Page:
Hispanic Artisan Jewelry Silver Pendants


Lets start by talking about the usage of silver to make Hispanic artisan Jewelry, silver pendants in particular. Silver was in Latin America very tied to mythology and what we call creencias populares or people’s beliefs.

We inherited these beliefs partly from Spain, and they mixed with the indigenous ones creating particular customs that many Spanish speaking people still practice.

Artisan Jewelry Silver Pendants Tied to Traditions in Hispanic America

Did you know handmade silver pendants are specially tied to Hispanic culture? In Spain until not long ago, probably the beginning of the last century, many parents were accustomed to place a small silver charm or pendant hidden in their children’s dolls to avoid what we call aojo orMal de ojo.

Mal de ojo or evil eye, is simply an illness that a more powerful person can give you by staring at you. The popular belief is that this evil eye affects children the most, therefore the reason for the silver pendants hidden in the child’s doll.

In many of our Latin-American countries, Latinos wear artisan jewelry made of silver. Artisans shape the metal into certain forms that many believed were auspicious to repel bad energy and improve malefic conditions.

Even though this is not the main reason why we wear artisan jewelry silver pendants in this case, it is culturally enriching to know that a crescent moon, cross, frog, fish, pineapple, acorn, bell, rattle or a sphere are considered pretty good symbols to protect and bring abundance to ourselves.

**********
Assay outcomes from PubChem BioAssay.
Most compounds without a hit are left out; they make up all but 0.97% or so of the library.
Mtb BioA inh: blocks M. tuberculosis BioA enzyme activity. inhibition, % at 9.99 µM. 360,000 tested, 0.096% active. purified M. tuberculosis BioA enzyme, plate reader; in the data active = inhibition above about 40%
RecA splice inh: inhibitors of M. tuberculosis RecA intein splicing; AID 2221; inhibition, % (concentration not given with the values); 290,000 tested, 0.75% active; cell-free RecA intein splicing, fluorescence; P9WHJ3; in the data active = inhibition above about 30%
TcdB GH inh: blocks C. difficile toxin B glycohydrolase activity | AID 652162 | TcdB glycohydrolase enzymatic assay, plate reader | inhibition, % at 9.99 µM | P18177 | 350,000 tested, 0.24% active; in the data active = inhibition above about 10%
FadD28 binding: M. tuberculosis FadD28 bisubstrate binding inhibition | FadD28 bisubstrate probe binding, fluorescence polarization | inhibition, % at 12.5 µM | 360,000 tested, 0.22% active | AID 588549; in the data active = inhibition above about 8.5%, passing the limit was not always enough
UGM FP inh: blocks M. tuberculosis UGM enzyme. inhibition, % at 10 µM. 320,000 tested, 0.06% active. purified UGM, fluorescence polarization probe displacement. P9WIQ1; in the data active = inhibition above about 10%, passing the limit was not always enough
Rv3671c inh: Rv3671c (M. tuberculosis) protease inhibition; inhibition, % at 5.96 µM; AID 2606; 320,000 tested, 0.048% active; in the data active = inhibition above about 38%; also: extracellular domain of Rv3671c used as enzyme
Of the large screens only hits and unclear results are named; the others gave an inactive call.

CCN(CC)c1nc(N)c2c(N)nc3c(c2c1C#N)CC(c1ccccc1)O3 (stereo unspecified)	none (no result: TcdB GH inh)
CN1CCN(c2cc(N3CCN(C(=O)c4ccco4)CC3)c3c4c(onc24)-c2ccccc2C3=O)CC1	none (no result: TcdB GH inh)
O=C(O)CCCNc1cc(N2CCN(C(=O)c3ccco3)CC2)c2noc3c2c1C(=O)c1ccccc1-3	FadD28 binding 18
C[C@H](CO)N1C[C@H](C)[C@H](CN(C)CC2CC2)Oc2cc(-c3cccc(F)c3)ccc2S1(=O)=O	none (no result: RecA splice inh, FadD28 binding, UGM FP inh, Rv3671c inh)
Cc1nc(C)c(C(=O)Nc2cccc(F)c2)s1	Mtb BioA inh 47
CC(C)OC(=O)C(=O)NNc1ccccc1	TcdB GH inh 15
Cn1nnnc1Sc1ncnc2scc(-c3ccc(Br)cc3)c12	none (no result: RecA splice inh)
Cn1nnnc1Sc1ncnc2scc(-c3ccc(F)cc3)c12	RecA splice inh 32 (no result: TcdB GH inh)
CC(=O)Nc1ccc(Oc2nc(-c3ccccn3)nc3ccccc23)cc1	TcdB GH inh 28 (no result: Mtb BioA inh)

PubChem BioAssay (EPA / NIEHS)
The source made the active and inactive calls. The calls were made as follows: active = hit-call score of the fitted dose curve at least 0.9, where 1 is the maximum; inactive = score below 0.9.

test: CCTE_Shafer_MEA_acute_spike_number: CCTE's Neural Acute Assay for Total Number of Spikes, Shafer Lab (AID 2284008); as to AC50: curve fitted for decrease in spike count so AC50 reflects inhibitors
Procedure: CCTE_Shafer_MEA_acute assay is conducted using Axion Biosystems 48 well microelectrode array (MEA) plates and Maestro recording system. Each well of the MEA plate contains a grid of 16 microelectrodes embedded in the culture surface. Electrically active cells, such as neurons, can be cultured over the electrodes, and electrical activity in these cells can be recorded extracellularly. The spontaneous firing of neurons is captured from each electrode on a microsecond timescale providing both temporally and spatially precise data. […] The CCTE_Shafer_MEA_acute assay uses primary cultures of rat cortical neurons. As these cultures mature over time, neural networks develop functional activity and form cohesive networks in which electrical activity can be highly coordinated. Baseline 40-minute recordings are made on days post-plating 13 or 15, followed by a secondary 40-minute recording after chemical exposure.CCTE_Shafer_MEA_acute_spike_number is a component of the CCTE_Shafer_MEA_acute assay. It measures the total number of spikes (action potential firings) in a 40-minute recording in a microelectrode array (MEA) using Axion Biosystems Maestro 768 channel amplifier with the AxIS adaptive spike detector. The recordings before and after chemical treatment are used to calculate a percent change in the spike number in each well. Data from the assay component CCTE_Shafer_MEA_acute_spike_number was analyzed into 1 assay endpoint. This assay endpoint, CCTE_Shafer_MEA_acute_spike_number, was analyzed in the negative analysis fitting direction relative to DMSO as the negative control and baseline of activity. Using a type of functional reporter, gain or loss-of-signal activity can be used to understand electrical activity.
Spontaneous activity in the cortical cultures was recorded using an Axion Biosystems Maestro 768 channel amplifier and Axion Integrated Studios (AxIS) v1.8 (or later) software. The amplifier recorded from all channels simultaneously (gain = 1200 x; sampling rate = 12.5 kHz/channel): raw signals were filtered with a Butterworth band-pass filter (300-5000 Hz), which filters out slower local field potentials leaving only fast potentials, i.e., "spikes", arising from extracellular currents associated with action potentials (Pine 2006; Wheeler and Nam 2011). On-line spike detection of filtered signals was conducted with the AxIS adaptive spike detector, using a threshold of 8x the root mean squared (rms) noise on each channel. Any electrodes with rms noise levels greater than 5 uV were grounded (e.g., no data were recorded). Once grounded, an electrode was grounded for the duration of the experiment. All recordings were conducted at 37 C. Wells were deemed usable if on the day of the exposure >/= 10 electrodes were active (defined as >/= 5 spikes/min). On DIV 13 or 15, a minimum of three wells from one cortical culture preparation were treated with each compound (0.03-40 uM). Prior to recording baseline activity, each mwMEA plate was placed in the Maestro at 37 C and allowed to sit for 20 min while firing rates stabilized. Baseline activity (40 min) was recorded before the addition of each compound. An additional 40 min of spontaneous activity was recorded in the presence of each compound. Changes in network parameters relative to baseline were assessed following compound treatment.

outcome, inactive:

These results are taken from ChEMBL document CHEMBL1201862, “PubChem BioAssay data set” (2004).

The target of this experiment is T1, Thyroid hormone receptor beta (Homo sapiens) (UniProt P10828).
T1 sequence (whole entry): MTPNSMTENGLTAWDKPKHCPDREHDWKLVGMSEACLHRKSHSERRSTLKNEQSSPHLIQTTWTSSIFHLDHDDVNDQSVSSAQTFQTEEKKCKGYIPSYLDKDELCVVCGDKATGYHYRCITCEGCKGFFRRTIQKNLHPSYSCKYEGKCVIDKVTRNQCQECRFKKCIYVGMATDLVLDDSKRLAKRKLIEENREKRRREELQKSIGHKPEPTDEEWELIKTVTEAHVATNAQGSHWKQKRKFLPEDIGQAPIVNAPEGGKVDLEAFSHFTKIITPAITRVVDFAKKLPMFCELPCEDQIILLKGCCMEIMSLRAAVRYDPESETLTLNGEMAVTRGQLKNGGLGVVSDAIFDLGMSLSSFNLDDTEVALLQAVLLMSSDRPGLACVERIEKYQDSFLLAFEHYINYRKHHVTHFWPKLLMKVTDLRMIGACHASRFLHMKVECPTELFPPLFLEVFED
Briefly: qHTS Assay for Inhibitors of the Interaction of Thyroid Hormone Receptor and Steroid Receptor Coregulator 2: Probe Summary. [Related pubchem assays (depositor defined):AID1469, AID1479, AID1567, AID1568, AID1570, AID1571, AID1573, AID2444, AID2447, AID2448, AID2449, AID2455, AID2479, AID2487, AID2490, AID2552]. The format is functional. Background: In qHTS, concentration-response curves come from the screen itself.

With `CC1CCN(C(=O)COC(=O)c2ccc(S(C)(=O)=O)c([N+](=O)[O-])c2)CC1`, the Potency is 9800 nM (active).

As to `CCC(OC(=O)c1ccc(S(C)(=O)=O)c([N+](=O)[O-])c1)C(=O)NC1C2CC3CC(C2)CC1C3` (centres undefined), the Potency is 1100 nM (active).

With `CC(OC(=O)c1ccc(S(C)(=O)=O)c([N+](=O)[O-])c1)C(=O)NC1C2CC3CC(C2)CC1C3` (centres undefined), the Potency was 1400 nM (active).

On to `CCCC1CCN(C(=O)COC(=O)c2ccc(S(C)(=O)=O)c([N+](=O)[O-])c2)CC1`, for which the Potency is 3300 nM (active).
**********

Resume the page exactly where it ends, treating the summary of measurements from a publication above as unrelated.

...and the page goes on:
Symbols like these above require careful crafstamship. This work is very different from the work artisans make in dichroic glass jewelry for example, or men’s leather bracelets where artisans use silver to set the glass and work the leather along side to give it its fantastic looks.

History Behind Silver Pendants in Latin Countries

Looking at the evolution of designs and fashion in Latin jewelry after the XI century, big and round broches and pendants became very popular. Carrying dijes or charms around your neck was a must for many fashionable ladies at that time.

Many of today’s Hispanic jewelry designs are inspired by nature and culture. Round forms, dominoes, birds and trees typical in Latin America, make their way into the artisans designs.

Many pendants also have geometric designs, why is this common? Because many of our artisans also find inspiration in our indigenous ancestors, in many cases Maya and Aztec tribes, which used lots of lines and semicircles in their art.

Charms also depict warriors or frogs in a particular indigenous style, all steming from indigenous art.

Today artisans are very well trained and produce pieces of incredible high quality. Here I included just a few for you to choose from these precious pieces of Hispanic jewelry. You have more choices and can even expand the image once you click on a design.